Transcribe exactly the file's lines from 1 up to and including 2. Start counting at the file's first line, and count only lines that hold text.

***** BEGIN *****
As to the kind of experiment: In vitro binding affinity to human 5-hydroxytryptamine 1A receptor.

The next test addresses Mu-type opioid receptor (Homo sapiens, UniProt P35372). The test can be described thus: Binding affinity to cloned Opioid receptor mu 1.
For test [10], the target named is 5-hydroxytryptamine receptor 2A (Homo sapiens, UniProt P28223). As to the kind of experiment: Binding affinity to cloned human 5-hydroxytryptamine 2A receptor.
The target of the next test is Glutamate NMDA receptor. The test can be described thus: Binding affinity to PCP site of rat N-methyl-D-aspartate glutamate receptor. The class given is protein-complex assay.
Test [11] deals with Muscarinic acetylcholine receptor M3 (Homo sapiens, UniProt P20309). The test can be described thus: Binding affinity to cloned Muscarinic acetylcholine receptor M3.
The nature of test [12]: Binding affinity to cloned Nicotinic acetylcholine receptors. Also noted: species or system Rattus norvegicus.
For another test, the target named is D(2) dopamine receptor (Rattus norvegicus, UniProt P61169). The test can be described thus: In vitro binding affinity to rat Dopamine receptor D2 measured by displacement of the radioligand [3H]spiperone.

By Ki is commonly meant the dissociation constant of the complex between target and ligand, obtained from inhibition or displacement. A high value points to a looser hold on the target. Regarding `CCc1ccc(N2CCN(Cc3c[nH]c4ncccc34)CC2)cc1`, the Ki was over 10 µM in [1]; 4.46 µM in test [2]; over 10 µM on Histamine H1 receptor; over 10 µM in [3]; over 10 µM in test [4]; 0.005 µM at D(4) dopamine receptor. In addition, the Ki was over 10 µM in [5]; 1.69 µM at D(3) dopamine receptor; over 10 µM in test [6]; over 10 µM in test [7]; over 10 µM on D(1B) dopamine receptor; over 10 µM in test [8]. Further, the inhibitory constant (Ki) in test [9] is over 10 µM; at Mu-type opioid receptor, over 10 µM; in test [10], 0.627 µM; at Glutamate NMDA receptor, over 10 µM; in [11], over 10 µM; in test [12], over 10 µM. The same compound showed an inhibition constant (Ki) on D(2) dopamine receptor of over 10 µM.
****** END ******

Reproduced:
As to the kind of experiment: In vitro binding affinity to human 5-hydroxytryptamine 1A receptor.

The next test addresses Mu-type opioid receptor (Homo sapiens, UniProt P35372). The test can be described thus: Binding affinity to cloned Opioid receptor mu 1.